Being able to forget is a spiritual promise given to the believer by God, as much as is faith or love, peace or healing. God has given us the power to forget. But it comes as a result of actions on our part and faith in God's willingness to help us. (3) Proverbs 16:3 tells us to "Commit thy works unto the LORD, and thy thoughts shall be established." Our part is to commit the process to God. His part is to establish it. There is one scripture I especially like.

Isaiah 41:12 The Message 11-13 ...When you go out looking for your old adversaries you won't find them—Not a trace of your old enemies, not even a memory. That's right. Because I, your God, have a firm grip on you and I'm not letting go. I'm telling you, 'Don't panic. I'm right here to help you.'

God's desire is for us to not have even "a trace" of memory of the painful event in our lives. In the next two verses, the prophet Isaiah speaks further on His desire for us to be able to forget.


Isaiah 26:14 Amplified They [the former tyrant masters] are dead, they shall not live and reappear; they are powerless ghosts, they shall not rise and come back. Therefore You have visited and made an end of them and caused every memory of them [every trace of their supremacy] to perish.

Isaiah 54:14 KJV Fear not; for thou shalt not be ashamed: neither be thou confounded; for thou shalt not be put to shame: for thou shalt forget the shame of thy youth, and shalt not remember the reproach of thy widowhood any more.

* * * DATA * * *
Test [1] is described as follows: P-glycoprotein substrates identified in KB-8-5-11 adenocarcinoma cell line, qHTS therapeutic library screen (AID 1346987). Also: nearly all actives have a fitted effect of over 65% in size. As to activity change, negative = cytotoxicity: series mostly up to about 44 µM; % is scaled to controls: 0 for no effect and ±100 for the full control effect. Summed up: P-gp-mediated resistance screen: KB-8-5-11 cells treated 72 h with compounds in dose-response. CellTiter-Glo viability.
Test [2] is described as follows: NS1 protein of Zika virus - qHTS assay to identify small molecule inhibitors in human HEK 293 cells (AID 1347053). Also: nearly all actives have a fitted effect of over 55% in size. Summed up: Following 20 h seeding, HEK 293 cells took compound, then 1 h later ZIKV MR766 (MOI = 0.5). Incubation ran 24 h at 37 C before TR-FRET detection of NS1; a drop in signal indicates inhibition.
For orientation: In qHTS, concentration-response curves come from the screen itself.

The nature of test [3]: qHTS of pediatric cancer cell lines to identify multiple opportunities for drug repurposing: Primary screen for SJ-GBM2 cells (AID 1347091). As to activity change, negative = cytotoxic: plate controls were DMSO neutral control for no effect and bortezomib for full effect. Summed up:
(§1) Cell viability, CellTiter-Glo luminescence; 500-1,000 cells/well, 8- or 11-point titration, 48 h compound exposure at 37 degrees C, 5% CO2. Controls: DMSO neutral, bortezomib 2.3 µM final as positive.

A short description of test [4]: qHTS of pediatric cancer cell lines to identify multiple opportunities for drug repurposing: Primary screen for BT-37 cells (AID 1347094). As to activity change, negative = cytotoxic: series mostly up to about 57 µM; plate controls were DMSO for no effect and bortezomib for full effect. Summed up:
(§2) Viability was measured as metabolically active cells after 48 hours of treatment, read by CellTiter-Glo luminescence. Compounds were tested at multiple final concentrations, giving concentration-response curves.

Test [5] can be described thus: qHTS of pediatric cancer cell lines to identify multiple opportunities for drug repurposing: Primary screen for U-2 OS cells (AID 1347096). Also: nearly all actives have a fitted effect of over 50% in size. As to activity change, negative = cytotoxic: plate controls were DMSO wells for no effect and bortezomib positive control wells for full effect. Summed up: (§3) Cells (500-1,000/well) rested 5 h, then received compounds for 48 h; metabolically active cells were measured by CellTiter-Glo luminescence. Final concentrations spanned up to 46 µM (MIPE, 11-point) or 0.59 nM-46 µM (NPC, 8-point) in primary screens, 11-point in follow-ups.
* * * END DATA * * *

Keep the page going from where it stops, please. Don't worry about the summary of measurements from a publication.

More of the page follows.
Now, when I talk about forgetfulness. I am speaking from my own experience. After going through a tough physical and mental battle, I found myself unable to react in a manner I deemed as "normal". My every response to any situation, no matter how trivial, was extreme and negative. Inside I longed to walk in peace and to feel safe, but outwardly, I was unable to do so, being held back by habits I had formed during my illness. The habits I had formed to protect myself from bad feelings had instead placed me in an endless cycle of distress and confusion. Frankly, I couldn't see the way out. It was in my crying out to God, "How do I FORGET?? How can I change this?" that He answered my prayer and showed me it was in the forgetting, that I would finally be able to move forward.

In last week's study, I referred to the teaching of a popular preacher who said, "There is no such thing as an empty mind." Well, forgetfulness comes when you fill your mind with something else. Romans 12:2 states, "Be ye transformed by the renewing of your mind, that ye may prove what is that good, and acceptable, and perfect, will of God." Simply put, the mind is always going to be full of something. What you put in it is what will come out. (5) So if you are trying to find "that good, and acceptable, and perfect, will of God" for your life, it starts by changing your thoughts. Spend time replacing the negative thoughts with positive, godly thoughts. Think on things that are "true, honest, pure, lovely, and of a good report" and they will crowd out the negative ones.(6)

We see this in these next verses.

2 Corinthians 10:5 KJV Casting down imaginations, and every high thing that exalteth itself against the knowledge of God, and bringing into captivity every thought to the obedience of Christ;